Weak Consumer Sentiment A Headwind For Fed Rate Hikes?

Insights | Weak Consumer Sentiment A Headwind For Fed Rate Hikes?

Author: David I. Templeton, CFA, Principal and Portfolio Manager

This week investor attention will likely have a heightened focus on statements from the Federal Reserve following its two day meeting on Tuesday and Wednesday. Recent equity market weakness may be partially associated with Fed statements late last year indicating a tighter monetary policy stance, i.e., higher rates, beginning in March. Since mid December, the 10-Year U.S. Treasury yield has jump from around 1.33% to a recent 1.78%. The most recent 10-Year rate is down from last week's high of 1.90%. During this move higher in longer term rates, the yield curve has actually flatten, short rates rising more than long rates. The spread between short and long rates now equals .75% or 75 basis points. I touched on this in an article last week, Yield Curve In Focus And Sentiment. The sentiment discussion centered on investor sentiment and not broader consumer sentiment.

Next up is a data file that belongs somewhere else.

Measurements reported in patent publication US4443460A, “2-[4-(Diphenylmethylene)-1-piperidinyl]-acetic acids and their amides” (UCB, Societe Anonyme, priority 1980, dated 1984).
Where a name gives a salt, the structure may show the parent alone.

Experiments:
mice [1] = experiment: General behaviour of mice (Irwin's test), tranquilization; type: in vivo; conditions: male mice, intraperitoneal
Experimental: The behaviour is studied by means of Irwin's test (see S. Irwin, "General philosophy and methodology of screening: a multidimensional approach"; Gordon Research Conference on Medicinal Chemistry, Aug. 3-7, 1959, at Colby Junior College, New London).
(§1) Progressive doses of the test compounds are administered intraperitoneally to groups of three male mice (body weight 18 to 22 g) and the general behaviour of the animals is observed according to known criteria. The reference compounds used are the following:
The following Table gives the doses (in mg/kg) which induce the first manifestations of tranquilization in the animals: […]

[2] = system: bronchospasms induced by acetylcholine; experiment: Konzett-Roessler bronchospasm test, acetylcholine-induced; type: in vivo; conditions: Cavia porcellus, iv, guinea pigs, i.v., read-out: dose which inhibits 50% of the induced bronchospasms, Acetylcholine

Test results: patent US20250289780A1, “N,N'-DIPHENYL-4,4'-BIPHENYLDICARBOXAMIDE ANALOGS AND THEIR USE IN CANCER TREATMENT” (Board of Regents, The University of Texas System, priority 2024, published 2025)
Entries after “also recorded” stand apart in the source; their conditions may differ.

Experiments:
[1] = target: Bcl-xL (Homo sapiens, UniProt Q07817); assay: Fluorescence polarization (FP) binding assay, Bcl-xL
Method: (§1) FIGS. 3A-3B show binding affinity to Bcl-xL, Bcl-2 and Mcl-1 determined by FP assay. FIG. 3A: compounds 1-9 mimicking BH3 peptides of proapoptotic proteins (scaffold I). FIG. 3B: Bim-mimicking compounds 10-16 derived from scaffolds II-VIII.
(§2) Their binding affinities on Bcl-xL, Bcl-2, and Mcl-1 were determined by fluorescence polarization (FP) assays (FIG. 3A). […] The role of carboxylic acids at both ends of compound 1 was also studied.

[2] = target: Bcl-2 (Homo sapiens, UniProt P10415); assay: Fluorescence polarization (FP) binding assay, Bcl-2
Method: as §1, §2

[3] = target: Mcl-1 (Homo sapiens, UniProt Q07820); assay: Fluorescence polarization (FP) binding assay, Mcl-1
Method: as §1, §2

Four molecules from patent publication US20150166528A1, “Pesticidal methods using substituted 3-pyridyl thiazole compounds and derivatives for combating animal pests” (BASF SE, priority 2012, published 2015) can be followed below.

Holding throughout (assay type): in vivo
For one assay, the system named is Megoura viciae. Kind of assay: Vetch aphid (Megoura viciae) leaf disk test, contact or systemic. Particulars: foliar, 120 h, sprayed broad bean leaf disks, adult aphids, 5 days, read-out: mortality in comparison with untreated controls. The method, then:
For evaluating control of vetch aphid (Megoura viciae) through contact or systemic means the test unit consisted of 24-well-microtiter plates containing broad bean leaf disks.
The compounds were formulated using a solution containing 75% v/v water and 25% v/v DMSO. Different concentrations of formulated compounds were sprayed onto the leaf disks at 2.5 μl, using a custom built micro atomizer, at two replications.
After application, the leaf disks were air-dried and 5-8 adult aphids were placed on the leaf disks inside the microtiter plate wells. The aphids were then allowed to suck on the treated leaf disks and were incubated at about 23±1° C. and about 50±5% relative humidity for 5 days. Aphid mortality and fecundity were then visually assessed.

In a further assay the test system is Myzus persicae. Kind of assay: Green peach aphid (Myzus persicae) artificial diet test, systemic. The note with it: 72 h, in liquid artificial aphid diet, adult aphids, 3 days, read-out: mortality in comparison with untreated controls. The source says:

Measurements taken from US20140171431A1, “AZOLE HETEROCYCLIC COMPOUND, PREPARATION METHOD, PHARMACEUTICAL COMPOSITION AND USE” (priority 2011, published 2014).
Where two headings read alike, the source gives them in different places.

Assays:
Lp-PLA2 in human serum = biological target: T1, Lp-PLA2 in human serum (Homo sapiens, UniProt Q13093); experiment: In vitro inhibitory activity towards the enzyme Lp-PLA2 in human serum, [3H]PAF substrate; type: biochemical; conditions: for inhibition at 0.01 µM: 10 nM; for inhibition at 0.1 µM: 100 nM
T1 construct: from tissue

Consumer sentiment is a variable the Fed likely places weight on as the consumer accounts for 70% of economic activity. Historically, the Fed has not raised the Fed Funds target rate when consumer sentiment was this low. As the maroon line in the below chart shows, the January reading for the University of Michigan Consumer Sentiment was at 68.8. This is down from 88.3 in April of last year. Clearly, the UofM reading has been mostly near the 80 level at the start of prior tightening cycles.

January 2022 University of Michigan Sentiment and Fed Funds Target Rate

With last week's report on both jobless claims and continuing claims coming in higher than expectations, possibly the heated pace of economic growth is slowing. Certainly the Fed needs to get interest rates off the zero bound, but four rate hikes this year might be more than the economy can digest.

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